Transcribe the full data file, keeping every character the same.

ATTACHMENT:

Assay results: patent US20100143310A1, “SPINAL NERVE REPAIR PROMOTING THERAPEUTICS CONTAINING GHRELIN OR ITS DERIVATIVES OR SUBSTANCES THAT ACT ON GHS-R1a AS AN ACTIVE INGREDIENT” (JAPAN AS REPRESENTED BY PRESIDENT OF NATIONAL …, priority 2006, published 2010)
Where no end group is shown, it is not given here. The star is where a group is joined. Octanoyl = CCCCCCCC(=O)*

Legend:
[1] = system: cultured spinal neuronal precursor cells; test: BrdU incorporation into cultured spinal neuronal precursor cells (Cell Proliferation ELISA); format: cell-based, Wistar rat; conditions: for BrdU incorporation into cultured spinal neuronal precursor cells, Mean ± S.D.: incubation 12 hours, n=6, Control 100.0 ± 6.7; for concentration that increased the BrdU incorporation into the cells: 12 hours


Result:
Assay results: patent US20100143310A1, “SPINAL NERVE REPAIR PROMOTING THERAPEUTICS CONTAINING GHRELIN OR ITS DERIVATIVES OR SUBSTANCES THAT ACT ON GHS-R1a AS AN ACTIVE INGREDIENT” (JAPAN AS REPRESENTED BY PRESIDENT OF NATIONAL …, priority 2006, published 2010)
Where no end group is shown, it is not given here. The star is where a group is joined. Octanoyl = CCCCCCCC(=O)*

Legend:
[1] = system: cultured spinal neuronal precursor cells; test: BrdU incorporation into cultured spinal neuronal precursor cells (Cell Proliferation ELISA); format: cell-based, Wistar rat; conditions: for BrdU incorporation into cultured spinal neuronal precursor cells, Mean ± S.D.: incubation 12 hours, n=6, Control 100.0 ± 6.7; for concentration that increased the BrdU incorporation into the cells: 12 hours